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Channel One Needed State Support to Stay Afloat

State-controlled Channel One has published financial statements for the first time, showing that the station would not have been able to survive in 2009 and 2010 without state support, Kommersant reported Monday.

The report shows that in 2009 the channel generated 21.96 billion rubles ($730 million) in advertising — almost 22 percent of total TV advertising income — but spent 22.84 billion on production and received 2.42 billion rubles in government subsidies to make the company profitable.

In 2010, it received more state funding than the previous year. The state contributed 3.4 billion rubles, while the company earned 24.48 billion rubles and spent 25.82 billion rubles.

The report was published after long-standing complaints from both citizens and some government figures that Channel One was systematically hiding financial information, although it is obliged to publish it under Russian law.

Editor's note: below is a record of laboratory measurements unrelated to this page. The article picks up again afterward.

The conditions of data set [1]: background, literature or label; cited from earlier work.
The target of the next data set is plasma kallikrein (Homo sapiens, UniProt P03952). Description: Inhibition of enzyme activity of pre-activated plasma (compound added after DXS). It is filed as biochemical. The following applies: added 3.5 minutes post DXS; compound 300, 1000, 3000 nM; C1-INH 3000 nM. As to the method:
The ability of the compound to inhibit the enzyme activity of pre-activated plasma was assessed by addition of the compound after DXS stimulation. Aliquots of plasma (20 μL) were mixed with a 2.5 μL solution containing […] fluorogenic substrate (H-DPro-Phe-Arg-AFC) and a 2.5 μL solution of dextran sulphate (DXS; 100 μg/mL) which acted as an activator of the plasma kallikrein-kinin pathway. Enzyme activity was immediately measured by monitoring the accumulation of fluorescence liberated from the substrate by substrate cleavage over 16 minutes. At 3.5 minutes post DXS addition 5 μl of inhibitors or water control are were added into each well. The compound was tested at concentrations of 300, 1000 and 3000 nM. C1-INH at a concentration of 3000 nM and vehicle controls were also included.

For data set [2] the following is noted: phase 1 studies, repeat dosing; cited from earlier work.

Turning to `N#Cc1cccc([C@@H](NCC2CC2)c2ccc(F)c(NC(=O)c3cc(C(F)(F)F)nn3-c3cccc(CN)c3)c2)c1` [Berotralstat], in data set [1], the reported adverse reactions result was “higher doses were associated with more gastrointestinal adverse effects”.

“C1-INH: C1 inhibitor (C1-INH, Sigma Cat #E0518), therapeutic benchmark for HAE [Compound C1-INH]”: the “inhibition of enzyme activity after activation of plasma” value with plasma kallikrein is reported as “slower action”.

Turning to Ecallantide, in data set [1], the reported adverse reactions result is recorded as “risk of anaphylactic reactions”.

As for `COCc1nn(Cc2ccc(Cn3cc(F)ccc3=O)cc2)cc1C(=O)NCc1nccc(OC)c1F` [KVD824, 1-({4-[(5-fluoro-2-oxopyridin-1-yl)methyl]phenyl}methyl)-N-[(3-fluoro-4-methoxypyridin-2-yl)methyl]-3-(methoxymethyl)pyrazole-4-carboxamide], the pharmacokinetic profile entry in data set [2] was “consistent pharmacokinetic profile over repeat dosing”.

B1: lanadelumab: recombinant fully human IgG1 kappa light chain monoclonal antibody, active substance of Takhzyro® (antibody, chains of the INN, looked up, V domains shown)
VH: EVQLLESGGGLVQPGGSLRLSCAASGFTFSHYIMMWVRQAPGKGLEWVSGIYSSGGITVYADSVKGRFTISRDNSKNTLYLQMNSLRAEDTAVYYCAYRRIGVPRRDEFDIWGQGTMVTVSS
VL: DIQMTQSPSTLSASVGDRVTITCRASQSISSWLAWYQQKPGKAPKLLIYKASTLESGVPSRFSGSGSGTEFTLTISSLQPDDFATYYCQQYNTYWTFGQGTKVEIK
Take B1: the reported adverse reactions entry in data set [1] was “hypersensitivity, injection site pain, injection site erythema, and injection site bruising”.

The government owns a controlling 51 percent of the channel — 38.9 percent through the State Property Committee, 9.1 percent through Itar-Tass news agency and 3 percent through the Ostankino television center. The remaining 49 percent was owned by Roman Abramovich until 2010, when he sold 25 percent of the company for $150 million to the National Media Group, owned by Rossiya Bank — which is headed by Yury Kovalchuk, who is reported to be close to president-elect Vladimir Putin.

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